A cycle that’s not stopping
Some of you reading this might know that I have depression. I’ve cycled through periods of deep lows back to a level where I function pretty well on a day-to-day basis for a long time now. These typically follow a pretty familiar pattern which I’ve tried to capture in at the end of the post.
I’ve worked hard to try to stay well now for a number of years and I’ve tried various treatments both on their own and in combination to do this. I’ve not found one thing that, on its own, seems to work but I know that I need to do the following to stay functional.
- Have a regular sleep pattern
- Exercise for at least 1 hr a day
- Stick with my medication
I don’t say well, because even doing this I don’t feel at all like I’m firing on all cylinders. Also, I struggle with all three of these, particularly keeping a regular routine, so as well as doing all of these things I need something that will help me to do them in the first place.
So what next?
Well ,in the past, one thing that I’ve tried and found helpful has been Mindfulness meditation. So for the next eight weeks, at least, I’m setting myself the task of sticking with a Mindfulness programme.
The evidence seems to show that mindfulness can make a real difference, both physically and mentally. I have tried this for a brief period before as part of a set of group sessions. However once the sessions and support finished I didn’t manage to keep it up on a regular basis and gradually stopped altogether. So, this time around why do I think it’ll be any different? Well for one, I’m writing about it; I hope this will have a similar effect that signing up for a race and having to train for it has. I also hope that by taking things at my own pace rather than trying to achieve a lot in a relatively small and time limited number of sessions that I’m able to give each progression the time it needs.
The plan is to try to do each week’s practices at least 6 days out of 7 and only move on to a new week’s set of practices if I manage this. Each week I intend to recap and review how the mindfulness practices have gone for my own benefit but also for anybody else who might be thinking of trying this approach.
So Week 1 starts today and concentrates on becoming aware of the autopilot. Practices will include; eating raisins, breathing exercises, deliberate (but small) changes to break up an everyday routine and doing one or two everyday tasks mindfully. All of this shouldn’t take up more than 20-30 minutes a day and seems like a pretty reasonable investment of my time.
Hopefully next week I’ll manage to pull some thoughts together on how it’s going.
A personal take on depression
Each time I start to feel down I have the same familiar physical sensations of anxiety. These cause me to pause and reflect and I can usually look back over the months preceding this to see that I’ve been distracted, sleeping poorly and usually fairly run down. If I’m lucky I ride this out; it’s just a wee blip and I get back to trundling along fairly reasonably. If I’m not lucky, my mind gets to work on solving the ‘problem’ of why I’m down. It goes into an intensely logical state and analyses all it can to try and think my way out of this. The stream of, ultimately unhelpful, thoughts are constant; hyper-critical, self-absorbed, anxious and mildly paranoid. They shoot off tangentially to new avenues of inquiry all too frequently. I can’t focus or get even simple tasks done, which I then add to the list of failures and frustrations, and I get angry, agitated and more down on myself and everyone else.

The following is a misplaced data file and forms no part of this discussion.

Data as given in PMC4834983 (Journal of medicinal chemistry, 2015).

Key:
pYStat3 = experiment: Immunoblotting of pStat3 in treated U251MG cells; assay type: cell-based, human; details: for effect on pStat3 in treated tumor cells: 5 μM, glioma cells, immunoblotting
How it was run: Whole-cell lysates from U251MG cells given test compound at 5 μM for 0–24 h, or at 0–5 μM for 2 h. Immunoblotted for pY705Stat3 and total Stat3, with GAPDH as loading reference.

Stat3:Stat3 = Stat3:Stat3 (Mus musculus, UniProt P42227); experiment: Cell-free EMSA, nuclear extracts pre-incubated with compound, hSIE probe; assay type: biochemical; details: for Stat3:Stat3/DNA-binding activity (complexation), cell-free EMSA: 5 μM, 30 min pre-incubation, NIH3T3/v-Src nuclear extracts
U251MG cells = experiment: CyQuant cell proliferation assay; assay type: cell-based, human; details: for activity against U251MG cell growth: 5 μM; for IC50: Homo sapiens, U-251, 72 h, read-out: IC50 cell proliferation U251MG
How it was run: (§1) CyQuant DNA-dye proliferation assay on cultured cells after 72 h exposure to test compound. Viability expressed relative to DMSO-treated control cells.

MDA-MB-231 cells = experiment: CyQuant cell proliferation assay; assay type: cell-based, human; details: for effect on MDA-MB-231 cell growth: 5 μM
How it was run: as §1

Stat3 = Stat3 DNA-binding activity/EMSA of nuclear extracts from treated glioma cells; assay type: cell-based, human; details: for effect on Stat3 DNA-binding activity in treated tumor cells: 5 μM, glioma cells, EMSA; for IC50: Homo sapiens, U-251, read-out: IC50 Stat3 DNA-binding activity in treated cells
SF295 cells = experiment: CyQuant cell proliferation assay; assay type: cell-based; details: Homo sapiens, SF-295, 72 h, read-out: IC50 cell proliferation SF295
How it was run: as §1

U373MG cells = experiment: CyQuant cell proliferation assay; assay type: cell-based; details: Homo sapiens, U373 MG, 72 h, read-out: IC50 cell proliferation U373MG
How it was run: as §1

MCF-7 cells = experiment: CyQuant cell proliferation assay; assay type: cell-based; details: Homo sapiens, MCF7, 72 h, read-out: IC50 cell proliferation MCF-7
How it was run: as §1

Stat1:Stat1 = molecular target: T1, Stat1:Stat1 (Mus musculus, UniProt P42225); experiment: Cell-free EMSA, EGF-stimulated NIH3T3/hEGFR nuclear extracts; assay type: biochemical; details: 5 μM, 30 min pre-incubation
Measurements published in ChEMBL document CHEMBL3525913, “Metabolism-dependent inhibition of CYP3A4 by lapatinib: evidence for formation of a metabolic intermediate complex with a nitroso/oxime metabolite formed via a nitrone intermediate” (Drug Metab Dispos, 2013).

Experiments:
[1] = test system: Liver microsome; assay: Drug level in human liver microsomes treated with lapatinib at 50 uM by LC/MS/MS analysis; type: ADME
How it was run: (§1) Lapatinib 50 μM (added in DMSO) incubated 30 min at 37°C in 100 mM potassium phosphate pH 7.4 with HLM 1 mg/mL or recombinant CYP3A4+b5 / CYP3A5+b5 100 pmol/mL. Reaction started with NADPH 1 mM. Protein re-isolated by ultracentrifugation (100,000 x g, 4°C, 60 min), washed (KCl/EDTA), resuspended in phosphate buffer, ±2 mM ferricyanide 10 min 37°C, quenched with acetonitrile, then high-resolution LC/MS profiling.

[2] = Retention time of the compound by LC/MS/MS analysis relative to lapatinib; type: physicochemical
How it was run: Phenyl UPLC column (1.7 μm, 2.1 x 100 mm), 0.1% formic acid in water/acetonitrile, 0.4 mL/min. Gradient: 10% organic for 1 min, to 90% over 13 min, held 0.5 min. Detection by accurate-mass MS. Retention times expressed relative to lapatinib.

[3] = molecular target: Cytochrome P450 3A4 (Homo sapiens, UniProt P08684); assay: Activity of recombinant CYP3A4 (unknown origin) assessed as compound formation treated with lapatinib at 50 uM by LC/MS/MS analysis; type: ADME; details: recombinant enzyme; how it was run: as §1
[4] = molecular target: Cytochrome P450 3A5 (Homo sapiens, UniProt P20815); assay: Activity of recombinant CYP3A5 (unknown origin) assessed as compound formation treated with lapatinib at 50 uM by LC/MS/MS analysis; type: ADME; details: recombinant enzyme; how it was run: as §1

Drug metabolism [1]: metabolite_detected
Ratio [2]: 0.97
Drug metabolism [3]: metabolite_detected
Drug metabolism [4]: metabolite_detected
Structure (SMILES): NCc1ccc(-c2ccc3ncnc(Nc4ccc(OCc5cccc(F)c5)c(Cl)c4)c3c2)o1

Usually I can keep this in check. It stays internal, I fight it and quite often I win. Sometimes though I only think I’m winning and instead it’s gradually chipping away at me. Then it can be something small, apparently inconsequential, and not usually making any sense to anyone else, that floors me. In the past it’s been a regular meeting, a disagreement with someone and once even (and I kid you not) a failed attempt to wrap a sandwich in cling-film. That’s all it takes to finally break. It doesn’t seem much but really it’s the accumulation of countless of tiny self-criticisms and undermining thoughts. leading up to that point that does it.
Up until now I’ll have been depressed and anxious though outwardly appearing functional and pretty normal but when this hits I can’t function. The world becomes too busy, noisy, scary and unwelcoming a place. I can’t think. Even simple tasks will be beyond me. It feels like a huge pulse of unwanted negative emotion. It feels extremely intense but usually doesn’t last at that level for all that long. Afterwards I’m left with a crushing low that’s experienced as a physical sensation as much as felt in the mind. It exhausts me and my brain feels sensitive, raw. I am left with no resilience and submit to the depression I can’t fight off any more.
I’m lucky, I’ve always managed to come back from this place. Sometimes it taken longer than others but every time, even if its only just fleetingly, I worry that I might not get well again.
So that’s what’s appealing about the mindfulness. It’s about looking for a release from that worrying and finding an acceptance about how I am at any given moment.